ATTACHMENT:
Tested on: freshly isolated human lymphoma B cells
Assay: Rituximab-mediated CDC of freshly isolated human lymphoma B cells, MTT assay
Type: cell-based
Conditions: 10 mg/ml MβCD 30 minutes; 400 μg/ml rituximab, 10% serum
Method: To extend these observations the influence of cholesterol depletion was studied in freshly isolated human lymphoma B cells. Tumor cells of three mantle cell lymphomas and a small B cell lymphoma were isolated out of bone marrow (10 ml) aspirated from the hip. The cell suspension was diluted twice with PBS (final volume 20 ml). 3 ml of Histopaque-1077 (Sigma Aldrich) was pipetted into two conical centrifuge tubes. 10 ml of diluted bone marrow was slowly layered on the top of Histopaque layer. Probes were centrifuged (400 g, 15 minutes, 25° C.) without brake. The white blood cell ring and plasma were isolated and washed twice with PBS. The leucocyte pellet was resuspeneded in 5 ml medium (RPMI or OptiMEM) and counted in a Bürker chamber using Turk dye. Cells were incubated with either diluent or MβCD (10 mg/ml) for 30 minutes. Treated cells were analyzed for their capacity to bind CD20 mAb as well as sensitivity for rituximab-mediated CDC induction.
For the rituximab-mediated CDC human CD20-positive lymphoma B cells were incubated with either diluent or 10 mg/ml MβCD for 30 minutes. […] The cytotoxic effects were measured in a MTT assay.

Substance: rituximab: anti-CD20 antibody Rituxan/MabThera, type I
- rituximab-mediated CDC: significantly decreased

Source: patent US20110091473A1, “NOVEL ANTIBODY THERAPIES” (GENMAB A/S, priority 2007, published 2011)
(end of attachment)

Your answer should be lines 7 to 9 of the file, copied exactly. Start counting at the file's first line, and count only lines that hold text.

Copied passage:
Substance: rituximab: anti-CD20 antibody Rituxan/MabThera, type I
- rituximab-mediated CDC: significantly decreased

Source: patent US20110091473A1, “NOVEL ANTIBODY THERAPIES” (GENMAB A/S, priority 2007, published 2011)